• Davis Swan - 3 years ago

    Response to Craig Taylor. Let's please try to compare apples to apples. Comparing installed cost of 8 cents/watt of capacity for Site C to 4 cents/watt of capacity for solar is extremely deceptive. Capacity factor (percentage of power that would actually be produced compared to maximum possible) is estimated to be 55% for Site C vs. 11% for solar. Therefore you have to multiple solar costs by at least 5x to obtain the same amount electricity. Worse than that, in December and January you can expect capacity factors in BC to be in the range of 2-3% for solar and that is the highest demand time of year in BC. And of course there is the fact that solar supplies nothing at night without unreasonable amounts of storage which is not economical at any price. Solar cannot replace Site C in the winter - period.

  • Don McGregor - 3 years ago

    Why do I have the feeling that all these polls are rigged to continue or review (once again) the site C construction. I have a real problem believing that the majority of British Columbians would like to have their hydro bills double over the next few years due to a project which is not economically feasible. Does no one read the previous review by BC hydro or the electricity needs projections. Everyone seems to have their heads in the sand while some questionable companies and politicians continue to profit from this fiasco.

  • Ahmed - 3 years ago

    The greenies live in dreamland, they don't understand practicality and never will. Horgan will pretend to cater to their concerns. But ultimately the experts and the people who know how things run will tell him the project is necessary. To think this project can be replaced with windmills is ridiculous, teenage fantasy.

  • Werner Nolte - 3 years ago

    Most of the comments are not based on facts. We have been fortunate in this part of the world to be able to utilize Hydro electricity. For those of you who think alternative sources would be better, we just are not there yet. In the meantime we are relying more and more on electricity as our main source of energy. The illustrious Mayor of Vancouver is iliminating all fossil fuels for heating and cooking. This is a good thing for air quality, but where is all that extra power going to come from. It takes a lot of electricity to heat a home. I have a heat pump (which runs on electricity) and electric resistance as backup. When that backup kicks in it makes all my conservation efforts in the rest of the house look like peanuts. Solar panels on the roof? Fine if all you do is run a few LED lights. Yes I know that you can build houses that are extremely efficient, but it comes at a high cost. I don't know all the facts regarding the economics of various generation systems either and when you get a situation at BC Hydro where the government is syphoning off millions of dollars to keep taxes down and create a so called surplus, it becomes difficult to believe any of the numbers that they publish. Hell, with all that cooking of books that goes on between Hydro, ICBC and the BC Government, they'll probably need the extra energy from Site C just for that. My gut feeling says build the dam. It's probably going to take it's usefull lifetime to develope viable alternates.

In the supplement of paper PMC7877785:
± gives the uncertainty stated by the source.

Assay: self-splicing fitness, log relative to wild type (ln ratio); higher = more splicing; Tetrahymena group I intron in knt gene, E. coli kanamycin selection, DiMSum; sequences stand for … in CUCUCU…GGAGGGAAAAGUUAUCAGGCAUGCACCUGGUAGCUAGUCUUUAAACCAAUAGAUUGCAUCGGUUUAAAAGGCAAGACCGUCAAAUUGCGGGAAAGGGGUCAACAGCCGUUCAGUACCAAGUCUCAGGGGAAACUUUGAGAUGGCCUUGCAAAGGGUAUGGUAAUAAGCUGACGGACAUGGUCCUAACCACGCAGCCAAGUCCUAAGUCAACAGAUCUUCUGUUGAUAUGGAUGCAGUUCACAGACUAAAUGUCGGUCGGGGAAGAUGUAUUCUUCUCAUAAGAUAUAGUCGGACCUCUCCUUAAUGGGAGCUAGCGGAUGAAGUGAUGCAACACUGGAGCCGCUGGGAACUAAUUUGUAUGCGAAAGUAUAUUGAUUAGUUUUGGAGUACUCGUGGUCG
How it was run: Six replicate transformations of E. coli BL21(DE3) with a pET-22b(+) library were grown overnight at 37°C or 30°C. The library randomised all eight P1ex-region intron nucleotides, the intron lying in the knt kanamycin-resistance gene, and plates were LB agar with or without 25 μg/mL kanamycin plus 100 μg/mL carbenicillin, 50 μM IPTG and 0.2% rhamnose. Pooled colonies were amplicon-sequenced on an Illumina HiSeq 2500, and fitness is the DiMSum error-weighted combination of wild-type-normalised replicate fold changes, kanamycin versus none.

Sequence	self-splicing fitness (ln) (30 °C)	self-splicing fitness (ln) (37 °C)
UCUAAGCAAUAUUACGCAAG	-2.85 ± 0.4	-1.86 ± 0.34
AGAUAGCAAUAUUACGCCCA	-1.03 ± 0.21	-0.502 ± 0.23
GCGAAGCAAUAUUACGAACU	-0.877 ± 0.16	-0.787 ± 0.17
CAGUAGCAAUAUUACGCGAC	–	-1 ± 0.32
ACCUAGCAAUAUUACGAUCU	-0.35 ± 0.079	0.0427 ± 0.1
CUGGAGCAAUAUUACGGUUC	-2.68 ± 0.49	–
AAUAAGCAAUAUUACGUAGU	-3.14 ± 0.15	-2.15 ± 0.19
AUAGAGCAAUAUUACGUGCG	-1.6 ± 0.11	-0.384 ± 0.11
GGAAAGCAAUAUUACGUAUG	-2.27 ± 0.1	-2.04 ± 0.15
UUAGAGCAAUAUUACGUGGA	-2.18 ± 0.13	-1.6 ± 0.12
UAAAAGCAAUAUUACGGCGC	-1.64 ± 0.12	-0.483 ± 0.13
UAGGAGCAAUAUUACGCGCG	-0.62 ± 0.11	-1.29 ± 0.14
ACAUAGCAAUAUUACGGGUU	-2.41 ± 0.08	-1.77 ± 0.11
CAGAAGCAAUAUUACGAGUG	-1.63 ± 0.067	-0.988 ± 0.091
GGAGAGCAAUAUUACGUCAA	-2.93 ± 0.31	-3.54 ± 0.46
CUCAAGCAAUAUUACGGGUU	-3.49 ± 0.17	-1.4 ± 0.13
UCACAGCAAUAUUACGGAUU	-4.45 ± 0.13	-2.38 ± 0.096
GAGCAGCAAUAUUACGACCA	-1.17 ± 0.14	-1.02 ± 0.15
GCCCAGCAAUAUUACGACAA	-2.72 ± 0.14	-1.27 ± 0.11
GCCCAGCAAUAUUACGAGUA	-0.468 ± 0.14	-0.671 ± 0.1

• Craig Taylor - 3 years ago

    Site C construction cost 8 cents per watt. Solar installed cost in BC 4 cents per watt. Perhaps susidize small scale solar, wind, at 1 cent per watt. Government could thus spend less money and help stimulate more jobs all over BC to generate 11 gigawatt more power.

  • Julian Gosper - 3 years ago

    These polls are easily "gamed" as you can vote as many times as you need to sway the balance -try it yourself - it's kind of fun and also statistically flawed.
    Remember folks, lots of money and vested interests at play - don't trust these results.

  • ron wilton - 3 years ago

    Hard to believe there are 2750 chronically ill-informed voters on this site.

  • valerie Janzen - 3 years ago

    This wanton destruction is criminal, the energy that it creates is not for the people, it's for the corporations and for export.

    My father grew up on the shores of a beautiful interior lake in northern British Columbia. The people made their living farming and guiding along the shores of the lakes and rivers in the stunning Ootsa Lake valley. Alcan flooded the entire district to create electricity for an aluminum smelter in Kitimat, the flooding displaced thousands of people and destroyed millions upon millions of acres of fertile lands and productive forests. Thousands of herds of migrating animals could no longer continue their centuries-old migrations; they drowned...caribou, moose, elk. Drinking water was polluted for many years and heritage sites were destroyed forever. This event destroyed my father's family; his father left 12 children and a wife, and moved away because he couldn't face the loss of his beloved homestead and ranch. My dad has never recovered from this tragedy and I hope that the people of the Peace never have to live through the loss and helplessness that he lives with.

  • Anthony Vojvodic - 3 years ago